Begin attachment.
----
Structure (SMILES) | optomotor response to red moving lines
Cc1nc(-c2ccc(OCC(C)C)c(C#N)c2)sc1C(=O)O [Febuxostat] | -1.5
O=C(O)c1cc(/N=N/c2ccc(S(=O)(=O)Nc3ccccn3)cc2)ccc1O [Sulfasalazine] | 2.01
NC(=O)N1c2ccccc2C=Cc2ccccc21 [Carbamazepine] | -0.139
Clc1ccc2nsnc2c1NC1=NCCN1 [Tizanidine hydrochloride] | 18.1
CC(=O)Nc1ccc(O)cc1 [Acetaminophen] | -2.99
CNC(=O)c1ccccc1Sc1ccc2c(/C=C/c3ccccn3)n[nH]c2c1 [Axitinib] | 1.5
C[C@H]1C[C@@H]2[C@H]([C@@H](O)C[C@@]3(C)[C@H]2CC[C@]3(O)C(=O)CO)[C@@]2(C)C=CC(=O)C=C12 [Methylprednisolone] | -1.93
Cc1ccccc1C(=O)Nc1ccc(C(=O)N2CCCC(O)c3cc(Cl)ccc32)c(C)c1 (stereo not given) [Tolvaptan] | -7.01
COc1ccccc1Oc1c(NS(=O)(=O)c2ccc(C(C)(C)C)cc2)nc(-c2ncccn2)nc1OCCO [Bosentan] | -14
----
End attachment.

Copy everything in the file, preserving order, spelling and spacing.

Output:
Structure (SMILES) | optomotor response to red moving lines
Cc1nc(-c2ccc(OCC(C)C)c(C#N)c2)sc1C(=O)O [Febuxostat] | -1.5
O=C(O)c1cc(/N=N/c2ccc(S(=O)(=O)Nc3ccccn3)cc2)ccc1O [Sulfasalazine] | 2.01
NC(=O)N1c2ccccc2C=Cc2ccccc21 [Carbamazepine] | -0.139
Clc1ccc2nsnc2c1NC1=NCCN1 [Tizanidine hydrochloride] | 18.1
CC(=O)Nc1ccc(O)cc1 [Acetaminophen] | -2.99
CNC(=O)c1ccccc1Sc1ccc2c(/C=C/c3ccccn3)n[nH]c2c1 [Axitinib] | 1.5
C[C@H]1C[C@@H]2[C@H]([C@@H](O)C[C@@]3(C)[C@H]2CC[C@]3(O)C(=O)CO)[C@@]2(C)C=CC(=O)C=C12 [Methylprednisolone] | -1.93
Cc1ccccc1C(=O)Nc1ccc(C(=O)N2CCCC(O)c3cc(Cl)ccc32)c(C)c1 (stereo not given) [Tolvaptan] | -7.01
COc1ccccc1Oc1c(NS(=O)(=O)c2ccc(C(C)(C)C)cc2)nc(-c2ncccn2)nc1OCCO [Bosentan] | -14